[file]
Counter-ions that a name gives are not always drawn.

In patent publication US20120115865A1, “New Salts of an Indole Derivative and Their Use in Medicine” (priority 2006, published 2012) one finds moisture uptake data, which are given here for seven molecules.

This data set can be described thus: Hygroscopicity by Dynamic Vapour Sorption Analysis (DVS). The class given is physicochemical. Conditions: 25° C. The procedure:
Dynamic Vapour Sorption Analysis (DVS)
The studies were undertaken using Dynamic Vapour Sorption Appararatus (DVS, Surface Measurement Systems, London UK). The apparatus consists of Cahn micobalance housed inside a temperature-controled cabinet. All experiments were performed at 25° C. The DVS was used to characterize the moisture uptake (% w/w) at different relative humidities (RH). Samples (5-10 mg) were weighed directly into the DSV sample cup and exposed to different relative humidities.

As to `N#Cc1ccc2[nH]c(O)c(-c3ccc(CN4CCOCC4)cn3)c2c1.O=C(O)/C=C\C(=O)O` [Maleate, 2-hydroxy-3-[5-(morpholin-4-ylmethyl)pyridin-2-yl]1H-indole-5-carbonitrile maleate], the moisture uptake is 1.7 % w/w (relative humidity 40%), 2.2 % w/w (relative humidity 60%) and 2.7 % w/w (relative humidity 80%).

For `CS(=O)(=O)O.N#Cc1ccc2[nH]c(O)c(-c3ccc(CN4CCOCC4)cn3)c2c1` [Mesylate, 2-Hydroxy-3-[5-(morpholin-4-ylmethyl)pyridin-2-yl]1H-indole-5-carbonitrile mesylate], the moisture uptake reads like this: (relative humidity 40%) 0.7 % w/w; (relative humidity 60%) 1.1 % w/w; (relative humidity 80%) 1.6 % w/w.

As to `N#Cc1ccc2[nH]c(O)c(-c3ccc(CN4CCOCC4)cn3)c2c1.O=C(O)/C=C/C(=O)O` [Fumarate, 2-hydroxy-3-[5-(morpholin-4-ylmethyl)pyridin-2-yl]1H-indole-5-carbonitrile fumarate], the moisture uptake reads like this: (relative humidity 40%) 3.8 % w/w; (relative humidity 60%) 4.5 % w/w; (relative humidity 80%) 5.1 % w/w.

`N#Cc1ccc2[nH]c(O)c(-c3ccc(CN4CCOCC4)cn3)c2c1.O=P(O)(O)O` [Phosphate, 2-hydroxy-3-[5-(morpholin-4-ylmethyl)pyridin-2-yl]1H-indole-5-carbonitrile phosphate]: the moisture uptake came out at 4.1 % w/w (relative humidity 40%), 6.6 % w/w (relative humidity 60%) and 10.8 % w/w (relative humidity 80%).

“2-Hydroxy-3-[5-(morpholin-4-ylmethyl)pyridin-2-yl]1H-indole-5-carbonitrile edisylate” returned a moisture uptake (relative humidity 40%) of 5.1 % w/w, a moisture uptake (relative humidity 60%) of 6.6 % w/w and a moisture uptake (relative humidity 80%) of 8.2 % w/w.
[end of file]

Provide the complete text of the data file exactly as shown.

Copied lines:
Counter-ions that a name gives are not always drawn.

In patent publication US20120115865A1, “New Salts of an Indole Derivative and Their Use in Medicine” (priority 2006, published 2012) one finds moisture uptake data, which are given here for seven molecules.

This data set can be described thus: Hygroscopicity by Dynamic Vapour Sorption Analysis (DVS). The class given is physicochemical. Conditions: 25° C. The procedure:
Dynamic Vapour Sorption Analysis (DVS)
The studies were undertaken using Dynamic Vapour Sorption Appararatus (DVS, Surface Measurement Systems, London UK). The apparatus consists of Cahn micobalance housed inside a temperature-controled cabinet. All experiments were performed at 25° C. The DVS was used to characterize the moisture uptake (% w/w) at different relative humidities (RH). Samples (5-10 mg) were weighed directly into the DSV sample cup and exposed to different relative humidities.

As to `N#Cc1ccc2[nH]c(O)c(-c3ccc(CN4CCOCC4)cn3)c2c1.O=C(O)/C=C\C(=O)O` [Maleate, 2-hydroxy-3-[5-(morpholin-4-ylmethyl)pyridin-2-yl]1H-indole-5-carbonitrile maleate], the moisture uptake is 1.7 % w/w (relative humidity 40%), 2.2 % w/w (relative humidity 60%) and 2.7 % w/w (relative humidity 80%).

For `CS(=O)(=O)O.N#Cc1ccc2[nH]c(O)c(-c3ccc(CN4CCOCC4)cn3)c2c1` [Mesylate, 2-Hydroxy-3-[5-(morpholin-4-ylmethyl)pyridin-2-yl]1H-indole-5-carbonitrile mesylate], the moisture uptake reads like this: (relative humidity 40%) 0.7 % w/w; (relative humidity 60%) 1.1 % w/w; (relative humidity 80%) 1.6 % w/w.

As to `N#Cc1ccc2[nH]c(O)c(-c3ccc(CN4CCOCC4)cn3)c2c1.O=C(O)/C=C/C(=O)O` [Fumarate, 2-hydroxy-3-[5-(morpholin-4-ylmethyl)pyridin-2-yl]1H-indole-5-carbonitrile fumarate], the moisture uptake reads like this: (relative humidity 40%) 3.8 % w/w; (relative humidity 60%) 4.5 % w/w; (relative humidity 80%) 5.1 % w/w.

`N#Cc1ccc2[nH]c(O)c(-c3ccc(CN4CCOCC4)cn3)c2c1.O=P(O)(O)O` [Phosphate, 2-hydroxy-3-[5-(morpholin-4-ylmethyl)pyridin-2-yl]1H-indole-5-carbonitrile phosphate]: the moisture uptake came out at 4.1 % w/w (relative humidity 40%), 6.6 % w/w (relative humidity 60%) and 10.8 % w/w (relative humidity 80%).

“2-Hydroxy-3-[5-(morpholin-4-ylmethyl)pyridin-2-yl]1H-indole-5-carbonitrile edisylate” returned a moisture uptake (relative humidity 40%) of 5.1 % w/w, a moisture uptake (relative humidity 60%) of 6.6 % w/w and a moisture uptake (relative humidity 80%) of 8.2 % w/w.